(NEW YORK TIMES) TULLIALLAN, Scotland — The United States and Britain are bound by a common language and a shared history, and their law enforcement agencies have been close partners for generations.
But a difference long curious to Americans stands out: Most British police officers are unarmed, a distinction particularly pronounced here in Scotland, where 98 percent of the country’s officers do not carry guns. Rather than escalating a situation with weapons, easing it through talk is an essential policing tool, and is what brought a delegation of top American police officials to this town 30 miles northeast of Glasgow.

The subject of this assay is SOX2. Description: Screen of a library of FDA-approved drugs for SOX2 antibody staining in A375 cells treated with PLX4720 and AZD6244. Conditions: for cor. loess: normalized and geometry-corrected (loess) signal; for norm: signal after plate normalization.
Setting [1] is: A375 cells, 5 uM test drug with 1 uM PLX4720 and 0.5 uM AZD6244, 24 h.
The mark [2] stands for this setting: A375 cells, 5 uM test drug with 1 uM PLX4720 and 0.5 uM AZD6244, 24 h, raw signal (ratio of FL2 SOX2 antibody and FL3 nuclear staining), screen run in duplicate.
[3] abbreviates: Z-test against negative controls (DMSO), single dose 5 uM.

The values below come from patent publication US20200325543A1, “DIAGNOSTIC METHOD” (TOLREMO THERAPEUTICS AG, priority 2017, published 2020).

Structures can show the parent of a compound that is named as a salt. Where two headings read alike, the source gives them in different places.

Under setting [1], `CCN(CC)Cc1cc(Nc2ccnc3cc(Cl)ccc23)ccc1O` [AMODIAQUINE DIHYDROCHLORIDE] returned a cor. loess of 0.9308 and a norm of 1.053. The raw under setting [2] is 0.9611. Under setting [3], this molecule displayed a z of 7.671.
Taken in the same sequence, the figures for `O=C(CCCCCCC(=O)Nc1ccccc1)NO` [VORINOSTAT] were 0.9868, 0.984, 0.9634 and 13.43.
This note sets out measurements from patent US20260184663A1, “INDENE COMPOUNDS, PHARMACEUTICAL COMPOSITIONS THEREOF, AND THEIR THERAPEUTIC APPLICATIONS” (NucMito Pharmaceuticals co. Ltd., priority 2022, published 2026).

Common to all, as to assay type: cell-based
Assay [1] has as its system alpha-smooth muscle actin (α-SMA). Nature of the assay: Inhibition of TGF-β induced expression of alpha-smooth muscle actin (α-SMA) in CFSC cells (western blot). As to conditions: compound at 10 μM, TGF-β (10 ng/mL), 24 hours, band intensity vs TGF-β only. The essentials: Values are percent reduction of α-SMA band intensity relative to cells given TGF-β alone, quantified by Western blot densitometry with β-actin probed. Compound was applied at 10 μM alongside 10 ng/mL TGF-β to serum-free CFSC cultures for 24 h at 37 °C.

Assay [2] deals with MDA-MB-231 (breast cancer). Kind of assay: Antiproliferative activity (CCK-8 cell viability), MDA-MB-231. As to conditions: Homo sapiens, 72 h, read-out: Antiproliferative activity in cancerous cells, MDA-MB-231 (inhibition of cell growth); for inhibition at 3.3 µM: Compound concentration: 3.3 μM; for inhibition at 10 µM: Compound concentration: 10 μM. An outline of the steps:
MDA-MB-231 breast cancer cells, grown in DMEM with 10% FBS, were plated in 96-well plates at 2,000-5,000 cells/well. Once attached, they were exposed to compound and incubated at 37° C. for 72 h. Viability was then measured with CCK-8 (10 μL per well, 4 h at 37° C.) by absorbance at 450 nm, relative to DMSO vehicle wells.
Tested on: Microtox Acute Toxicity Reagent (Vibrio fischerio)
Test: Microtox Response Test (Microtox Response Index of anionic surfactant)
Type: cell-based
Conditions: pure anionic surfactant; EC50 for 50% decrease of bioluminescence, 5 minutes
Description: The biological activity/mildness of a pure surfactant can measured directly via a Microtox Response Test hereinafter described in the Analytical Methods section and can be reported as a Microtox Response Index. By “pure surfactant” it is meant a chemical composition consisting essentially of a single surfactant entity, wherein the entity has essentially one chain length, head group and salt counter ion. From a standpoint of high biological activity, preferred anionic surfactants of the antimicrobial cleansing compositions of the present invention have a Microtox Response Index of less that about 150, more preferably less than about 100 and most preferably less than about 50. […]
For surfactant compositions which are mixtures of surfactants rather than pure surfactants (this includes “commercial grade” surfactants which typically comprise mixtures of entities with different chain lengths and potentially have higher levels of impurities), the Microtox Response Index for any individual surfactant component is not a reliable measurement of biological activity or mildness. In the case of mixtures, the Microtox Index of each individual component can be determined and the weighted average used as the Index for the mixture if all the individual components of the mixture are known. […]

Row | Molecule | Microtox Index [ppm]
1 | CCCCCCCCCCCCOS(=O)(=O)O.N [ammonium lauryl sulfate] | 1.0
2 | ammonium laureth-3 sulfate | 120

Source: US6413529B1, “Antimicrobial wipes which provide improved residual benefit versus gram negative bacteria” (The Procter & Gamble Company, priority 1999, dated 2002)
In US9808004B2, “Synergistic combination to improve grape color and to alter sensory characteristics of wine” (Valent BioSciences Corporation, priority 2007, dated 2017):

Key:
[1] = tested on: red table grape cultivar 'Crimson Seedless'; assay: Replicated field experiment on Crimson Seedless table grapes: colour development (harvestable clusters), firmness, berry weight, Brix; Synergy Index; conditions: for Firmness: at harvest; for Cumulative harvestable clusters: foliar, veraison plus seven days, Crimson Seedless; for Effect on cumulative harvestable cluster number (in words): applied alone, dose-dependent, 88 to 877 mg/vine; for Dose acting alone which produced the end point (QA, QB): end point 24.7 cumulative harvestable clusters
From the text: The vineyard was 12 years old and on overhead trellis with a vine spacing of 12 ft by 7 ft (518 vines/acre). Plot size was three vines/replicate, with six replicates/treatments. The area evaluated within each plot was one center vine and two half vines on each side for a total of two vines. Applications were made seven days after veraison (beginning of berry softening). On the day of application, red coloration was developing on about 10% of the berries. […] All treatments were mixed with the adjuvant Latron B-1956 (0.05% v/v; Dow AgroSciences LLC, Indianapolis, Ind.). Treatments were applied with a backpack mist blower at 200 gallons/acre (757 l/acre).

Forty minutes into a Scottish police commander’s lecture on the art of firearms-free policing, American law enforcement leaders took turns talking. One after another, their questions sounded like collective head-scratching.
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